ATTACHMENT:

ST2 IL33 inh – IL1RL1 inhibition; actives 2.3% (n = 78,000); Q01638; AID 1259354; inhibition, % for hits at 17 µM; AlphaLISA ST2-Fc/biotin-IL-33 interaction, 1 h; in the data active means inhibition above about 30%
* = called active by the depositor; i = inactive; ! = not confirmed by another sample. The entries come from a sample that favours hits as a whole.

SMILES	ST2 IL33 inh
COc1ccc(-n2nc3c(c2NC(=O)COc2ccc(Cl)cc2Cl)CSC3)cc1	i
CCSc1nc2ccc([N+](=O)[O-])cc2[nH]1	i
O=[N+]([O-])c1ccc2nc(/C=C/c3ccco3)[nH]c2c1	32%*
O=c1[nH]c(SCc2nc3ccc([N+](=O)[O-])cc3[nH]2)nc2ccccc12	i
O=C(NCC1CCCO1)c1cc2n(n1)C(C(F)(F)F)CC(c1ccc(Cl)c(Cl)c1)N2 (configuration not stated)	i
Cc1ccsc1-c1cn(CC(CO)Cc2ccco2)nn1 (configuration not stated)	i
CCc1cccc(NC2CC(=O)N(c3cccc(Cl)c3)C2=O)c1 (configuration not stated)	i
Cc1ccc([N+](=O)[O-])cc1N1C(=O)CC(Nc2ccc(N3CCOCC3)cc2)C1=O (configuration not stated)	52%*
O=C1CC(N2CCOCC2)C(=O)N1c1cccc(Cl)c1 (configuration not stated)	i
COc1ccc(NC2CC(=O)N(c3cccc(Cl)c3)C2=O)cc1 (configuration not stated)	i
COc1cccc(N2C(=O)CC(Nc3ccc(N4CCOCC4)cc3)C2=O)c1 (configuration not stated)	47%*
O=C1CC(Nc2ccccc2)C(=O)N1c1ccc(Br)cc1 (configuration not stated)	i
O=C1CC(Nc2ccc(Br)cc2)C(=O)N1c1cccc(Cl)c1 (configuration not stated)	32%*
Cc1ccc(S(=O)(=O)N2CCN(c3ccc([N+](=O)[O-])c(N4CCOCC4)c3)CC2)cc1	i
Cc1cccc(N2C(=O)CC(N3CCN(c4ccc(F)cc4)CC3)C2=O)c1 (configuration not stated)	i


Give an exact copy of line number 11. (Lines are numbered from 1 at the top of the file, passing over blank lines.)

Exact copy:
Cc1ccc([N+](=O)[O-])cc1N1C(=O)CC(Nc2ccc(N3CCOCC3)cc2)C1=O (configuration not stated)	52%*